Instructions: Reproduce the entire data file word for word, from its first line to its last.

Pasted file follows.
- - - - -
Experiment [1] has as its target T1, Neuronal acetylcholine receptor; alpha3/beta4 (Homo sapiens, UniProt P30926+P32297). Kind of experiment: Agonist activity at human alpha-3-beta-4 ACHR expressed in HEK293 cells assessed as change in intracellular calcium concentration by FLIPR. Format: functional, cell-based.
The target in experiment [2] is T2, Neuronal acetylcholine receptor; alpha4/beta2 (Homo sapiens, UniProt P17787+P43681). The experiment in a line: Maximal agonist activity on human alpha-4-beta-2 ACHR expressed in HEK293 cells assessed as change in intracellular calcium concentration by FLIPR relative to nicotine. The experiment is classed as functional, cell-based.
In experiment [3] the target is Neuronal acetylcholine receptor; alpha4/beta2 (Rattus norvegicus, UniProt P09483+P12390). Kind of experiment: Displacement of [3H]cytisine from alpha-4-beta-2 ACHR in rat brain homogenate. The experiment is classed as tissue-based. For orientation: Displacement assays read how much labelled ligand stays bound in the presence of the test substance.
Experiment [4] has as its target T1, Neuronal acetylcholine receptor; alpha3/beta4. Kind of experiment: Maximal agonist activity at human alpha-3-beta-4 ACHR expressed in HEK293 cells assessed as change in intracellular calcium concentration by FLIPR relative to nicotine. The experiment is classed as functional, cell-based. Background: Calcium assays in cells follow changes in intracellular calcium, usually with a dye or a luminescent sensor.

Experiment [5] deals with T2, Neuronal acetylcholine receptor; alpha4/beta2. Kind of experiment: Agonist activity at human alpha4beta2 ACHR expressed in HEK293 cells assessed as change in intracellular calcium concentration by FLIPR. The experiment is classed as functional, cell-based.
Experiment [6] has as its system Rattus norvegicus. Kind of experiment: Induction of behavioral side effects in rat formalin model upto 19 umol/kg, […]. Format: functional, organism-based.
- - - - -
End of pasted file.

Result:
Experiment [1] has as its target T1, Neuronal acetylcholine receptor; alpha3/beta4 (Homo sapiens, UniProt P30926+P32297). Kind of experiment: Agonist activity at human alpha-3-beta-4 ACHR expressed in HEK293 cells assessed as change in intracellular calcium concentration by FLIPR. Format: functional, cell-based.
The target in experiment [2] is T2, Neuronal acetylcholine receptor; alpha4/beta2 (Homo sapiens, UniProt P17787+P43681). The experiment in a line: Maximal agonist activity on human alpha-4-beta-2 ACHR expressed in HEK293 cells assessed as change in intracellular calcium concentration by FLIPR relative to nicotine. The experiment is classed as functional, cell-based.
In experiment [3] the target is Neuronal acetylcholine receptor; alpha4/beta2 (Rattus norvegicus, UniProt P09483+P12390). Kind of experiment: Displacement of [3H]cytisine from alpha-4-beta-2 ACHR in rat brain homogenate. The experiment is classed as tissue-based. For orientation: Displacement assays read how much labelled ligand stays bound in the presence of the test substance.
Experiment [4] has as its target T1, Neuronal acetylcholine receptor; alpha3/beta4. Kind of experiment: Maximal agonist activity at human alpha-3-beta-4 ACHR expressed in HEK293 cells assessed as change in intracellular calcium concentration by FLIPR relative to nicotine. The experiment is classed as functional, cell-based. Background: Calcium assays in cells follow changes in intracellular calcium, usually with a dye or a luminescent sensor.

Experiment [5] deals with T2, Neuronal acetylcholine receptor; alpha4/beta2. Kind of experiment: Agonist activity at human alpha4beta2 ACHR expressed in HEK293 cells assessed as change in intracellular calcium concentration by FLIPR. The experiment is classed as functional, cell-based.
Experiment [6] has as its system Rattus norvegicus. Kind of experiment: Induction of behavioral side effects in rat formalin model upto 19 umol/kg, […]. Format: functional, organism-based.